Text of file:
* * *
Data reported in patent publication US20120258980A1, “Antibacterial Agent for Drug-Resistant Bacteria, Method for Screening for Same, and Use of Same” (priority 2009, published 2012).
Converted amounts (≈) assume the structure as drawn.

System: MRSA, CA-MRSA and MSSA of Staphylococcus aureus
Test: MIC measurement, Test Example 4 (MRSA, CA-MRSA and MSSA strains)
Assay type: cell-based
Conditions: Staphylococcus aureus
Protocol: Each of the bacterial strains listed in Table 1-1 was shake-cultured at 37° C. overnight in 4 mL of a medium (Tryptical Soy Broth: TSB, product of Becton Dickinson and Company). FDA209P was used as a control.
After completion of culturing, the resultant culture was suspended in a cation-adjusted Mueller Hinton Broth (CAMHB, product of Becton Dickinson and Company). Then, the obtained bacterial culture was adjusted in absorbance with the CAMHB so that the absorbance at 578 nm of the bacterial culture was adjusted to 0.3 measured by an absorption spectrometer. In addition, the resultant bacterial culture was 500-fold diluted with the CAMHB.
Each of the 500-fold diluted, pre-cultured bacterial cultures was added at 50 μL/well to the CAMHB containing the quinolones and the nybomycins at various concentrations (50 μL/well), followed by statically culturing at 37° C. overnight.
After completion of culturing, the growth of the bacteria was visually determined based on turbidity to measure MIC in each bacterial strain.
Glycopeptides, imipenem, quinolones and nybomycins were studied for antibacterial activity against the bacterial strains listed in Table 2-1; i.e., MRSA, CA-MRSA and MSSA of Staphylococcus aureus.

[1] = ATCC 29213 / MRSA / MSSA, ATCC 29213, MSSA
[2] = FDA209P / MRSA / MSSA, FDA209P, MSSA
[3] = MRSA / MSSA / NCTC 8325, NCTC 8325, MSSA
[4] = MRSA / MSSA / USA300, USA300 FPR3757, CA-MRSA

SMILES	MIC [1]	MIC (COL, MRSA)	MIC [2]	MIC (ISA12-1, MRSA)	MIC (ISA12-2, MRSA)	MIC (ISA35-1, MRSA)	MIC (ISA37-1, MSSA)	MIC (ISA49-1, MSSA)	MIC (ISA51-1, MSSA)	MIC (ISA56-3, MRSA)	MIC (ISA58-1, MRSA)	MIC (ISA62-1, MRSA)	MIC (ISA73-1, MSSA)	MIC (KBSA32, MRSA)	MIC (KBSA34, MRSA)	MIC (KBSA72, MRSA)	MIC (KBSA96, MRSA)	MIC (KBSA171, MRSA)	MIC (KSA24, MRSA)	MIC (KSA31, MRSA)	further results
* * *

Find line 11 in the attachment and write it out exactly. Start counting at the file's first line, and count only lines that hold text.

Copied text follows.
Glycopeptides, imipenem, quinolones and nybomycins were studied for antibacterial activity against the bacterial strains listed in Table 2-1; i.e., MRSA, CA-MRSA and MSSA of Staphylococcus aureus.